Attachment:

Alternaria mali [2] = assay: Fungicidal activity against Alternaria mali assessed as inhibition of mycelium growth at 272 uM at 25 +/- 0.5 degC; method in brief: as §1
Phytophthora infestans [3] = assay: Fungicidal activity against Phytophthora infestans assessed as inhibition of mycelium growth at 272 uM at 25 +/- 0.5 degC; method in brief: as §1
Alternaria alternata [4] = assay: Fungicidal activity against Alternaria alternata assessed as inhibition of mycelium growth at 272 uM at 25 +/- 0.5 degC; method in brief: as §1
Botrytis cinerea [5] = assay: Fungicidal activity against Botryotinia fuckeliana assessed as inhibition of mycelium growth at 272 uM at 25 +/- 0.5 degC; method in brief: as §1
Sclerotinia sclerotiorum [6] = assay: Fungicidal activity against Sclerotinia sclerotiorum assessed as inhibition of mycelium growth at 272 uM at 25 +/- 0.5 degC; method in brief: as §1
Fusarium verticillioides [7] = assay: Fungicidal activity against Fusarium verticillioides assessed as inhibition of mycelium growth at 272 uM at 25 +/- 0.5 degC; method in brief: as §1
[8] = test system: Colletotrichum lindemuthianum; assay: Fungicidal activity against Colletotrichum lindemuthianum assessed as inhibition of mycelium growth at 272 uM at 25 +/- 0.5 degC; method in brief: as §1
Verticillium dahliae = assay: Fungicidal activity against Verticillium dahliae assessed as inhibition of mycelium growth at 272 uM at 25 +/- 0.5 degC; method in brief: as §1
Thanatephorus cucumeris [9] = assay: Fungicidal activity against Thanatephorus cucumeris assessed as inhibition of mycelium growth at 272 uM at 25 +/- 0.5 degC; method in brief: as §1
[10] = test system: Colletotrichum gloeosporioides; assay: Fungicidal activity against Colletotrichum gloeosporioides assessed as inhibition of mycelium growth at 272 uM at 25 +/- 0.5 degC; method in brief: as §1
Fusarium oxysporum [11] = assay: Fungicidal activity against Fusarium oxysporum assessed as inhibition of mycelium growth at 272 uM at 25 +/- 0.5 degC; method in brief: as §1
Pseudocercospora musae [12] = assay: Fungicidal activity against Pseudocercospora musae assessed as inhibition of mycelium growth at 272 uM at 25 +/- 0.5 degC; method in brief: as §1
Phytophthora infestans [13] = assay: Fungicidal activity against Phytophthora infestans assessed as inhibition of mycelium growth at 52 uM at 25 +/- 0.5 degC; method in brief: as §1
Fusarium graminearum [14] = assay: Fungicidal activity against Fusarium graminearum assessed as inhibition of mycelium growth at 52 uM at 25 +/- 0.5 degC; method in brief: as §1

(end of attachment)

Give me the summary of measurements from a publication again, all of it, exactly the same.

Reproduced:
Alternaria mali [2] = assay: Fungicidal activity against Alternaria mali assessed as inhibition of mycelium growth at 272 uM at 25 +/- 0.5 degC; method in brief: as §1
Phytophthora infestans [3] = assay: Fungicidal activity against Phytophthora infestans assessed as inhibition of mycelium growth at 272 uM at 25 +/- 0.5 degC; method in brief: as §1
Alternaria alternata [4] = assay: Fungicidal activity against Alternaria alternata assessed as inhibition of mycelium growth at 272 uM at 25 +/- 0.5 degC; method in brief: as §1
Botrytis cinerea [5] = assay: Fungicidal activity against Botryotinia fuckeliana assessed as inhibition of mycelium growth at 272 uM at 25 +/- 0.5 degC; method in brief: as §1
Sclerotinia sclerotiorum [6] = assay: Fungicidal activity against Sclerotinia sclerotiorum assessed as inhibition of mycelium growth at 272 uM at 25 +/- 0.5 degC; method in brief: as §1
Fusarium verticillioides [7] = assay: Fungicidal activity against Fusarium verticillioides assessed as inhibition of mycelium growth at 272 uM at 25 +/- 0.5 degC; method in brief: as §1
[8] = test system: Colletotrichum lindemuthianum; assay: Fungicidal activity against Colletotrichum lindemuthianum assessed as inhibition of mycelium growth at 272 uM at 25 +/- 0.5 degC; method in brief: as §1
Verticillium dahliae = assay: Fungicidal activity against Verticillium dahliae assessed as inhibition of mycelium growth at 272 uM at 25 +/- 0.5 degC; method in brief: as §1
Thanatephorus cucumeris [9] = assay: Fungicidal activity against Thanatephorus cucumeris assessed as inhibition of mycelium growth at 272 uM at 25 +/- 0.5 degC; method in brief: as §1
[10] = test system: Colletotrichum gloeosporioides; assay: Fungicidal activity against Colletotrichum gloeosporioides assessed as inhibition of mycelium growth at 272 uM at 25 +/- 0.5 degC; method in brief: as §1
Fusarium oxysporum [11] = assay: Fungicidal activity against Fusarium oxysporum assessed as inhibition of mycelium growth at 272 uM at 25 +/- 0.5 degC; method in brief: as §1
Pseudocercospora musae [12] = assay: Fungicidal activity against Pseudocercospora musae assessed as inhibition of mycelium growth at 272 uM at 25 +/- 0.5 degC; method in brief: as §1
Phytophthora infestans [13] = assay: Fungicidal activity against Phytophthora infestans assessed as inhibition of mycelium growth at 52 uM at 25 +/- 0.5 degC; method in brief: as §1
Fusarium graminearum [14] = assay: Fungicidal activity against Fusarium graminearum assessed as inhibition of mycelium growth at 52 uM at 25 +/- 0.5 degC; method in brief: as §1